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  • It’s no longer safe to simply “buy the dip,” says Mike Wilson, Morgan Stanley’s CIO.
  • Slowing growth and rising interest rates are a dangerous combination for markets.
  • Stocks in the financials, healthcare, and consumer staples sectors should hold up better than peers.

Stocks have been whipsawed in September as a debate rages between bulls and bears over whether the latest market dip is worth buying.

Eighteen months of equities routinely rising has had a numbing effect on many investors, who now seem to reflexively swoop in and add to their portfolio positions when stocks slip. That ‘buying just to buy’ sentiment has flipped in recent weeks, and many market participants now appear to be itching to sell in the face of any perceived threat – legitimate or not.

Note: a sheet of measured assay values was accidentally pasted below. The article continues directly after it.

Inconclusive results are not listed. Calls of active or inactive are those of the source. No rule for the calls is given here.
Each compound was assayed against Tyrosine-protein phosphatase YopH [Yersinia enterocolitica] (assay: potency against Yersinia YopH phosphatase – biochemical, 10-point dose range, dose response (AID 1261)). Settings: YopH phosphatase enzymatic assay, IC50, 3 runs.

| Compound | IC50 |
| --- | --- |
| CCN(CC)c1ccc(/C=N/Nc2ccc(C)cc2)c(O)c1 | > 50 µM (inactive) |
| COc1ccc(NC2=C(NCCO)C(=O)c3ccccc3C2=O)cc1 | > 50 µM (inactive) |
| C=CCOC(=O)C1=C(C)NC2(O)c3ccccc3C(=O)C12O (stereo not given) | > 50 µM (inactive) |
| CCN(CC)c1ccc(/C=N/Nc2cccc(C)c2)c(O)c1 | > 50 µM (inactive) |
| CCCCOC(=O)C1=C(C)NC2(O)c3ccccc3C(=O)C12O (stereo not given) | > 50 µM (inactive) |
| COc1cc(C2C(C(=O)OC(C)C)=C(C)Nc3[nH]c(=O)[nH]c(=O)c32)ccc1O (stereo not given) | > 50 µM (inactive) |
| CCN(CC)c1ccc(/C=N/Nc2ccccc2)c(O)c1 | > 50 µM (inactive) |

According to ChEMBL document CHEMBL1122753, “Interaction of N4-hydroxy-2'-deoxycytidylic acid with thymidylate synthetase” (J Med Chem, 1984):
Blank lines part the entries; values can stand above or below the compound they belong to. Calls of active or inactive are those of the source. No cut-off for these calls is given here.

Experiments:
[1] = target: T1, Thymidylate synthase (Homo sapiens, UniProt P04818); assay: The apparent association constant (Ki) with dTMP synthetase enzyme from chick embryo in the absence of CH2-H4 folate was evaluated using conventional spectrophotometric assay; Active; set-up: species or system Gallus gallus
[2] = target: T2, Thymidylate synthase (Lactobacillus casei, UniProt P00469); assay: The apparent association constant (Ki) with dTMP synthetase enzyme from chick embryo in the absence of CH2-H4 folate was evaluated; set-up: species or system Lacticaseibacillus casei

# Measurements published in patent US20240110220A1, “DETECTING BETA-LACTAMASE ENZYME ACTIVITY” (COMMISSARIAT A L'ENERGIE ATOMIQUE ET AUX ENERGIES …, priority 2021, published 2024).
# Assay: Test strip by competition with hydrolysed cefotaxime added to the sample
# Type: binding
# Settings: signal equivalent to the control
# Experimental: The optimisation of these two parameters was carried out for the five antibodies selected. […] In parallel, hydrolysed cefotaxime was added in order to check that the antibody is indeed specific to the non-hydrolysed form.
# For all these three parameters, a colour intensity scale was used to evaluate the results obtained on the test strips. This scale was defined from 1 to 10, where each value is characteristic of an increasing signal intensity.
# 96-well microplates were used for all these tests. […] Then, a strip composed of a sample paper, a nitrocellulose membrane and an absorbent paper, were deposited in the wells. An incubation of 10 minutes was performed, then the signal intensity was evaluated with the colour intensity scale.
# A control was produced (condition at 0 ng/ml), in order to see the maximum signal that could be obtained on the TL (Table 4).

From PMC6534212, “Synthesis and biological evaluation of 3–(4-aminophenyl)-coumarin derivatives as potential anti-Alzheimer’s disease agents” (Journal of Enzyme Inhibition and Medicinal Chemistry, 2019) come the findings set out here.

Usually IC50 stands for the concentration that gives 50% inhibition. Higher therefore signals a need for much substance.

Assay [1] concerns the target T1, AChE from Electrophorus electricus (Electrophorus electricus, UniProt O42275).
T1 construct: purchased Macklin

Two weeks ago, a concern was seasonal weakness, given that stocks have historically fallen in September. Last week, some investors panic-sold as Evergrande, one of China’s largest property developers, appeared poised for collapse. This week, rapidly rising bond yields are seen as lowering the equity risk premium for stocks and making them relatively less attractive.

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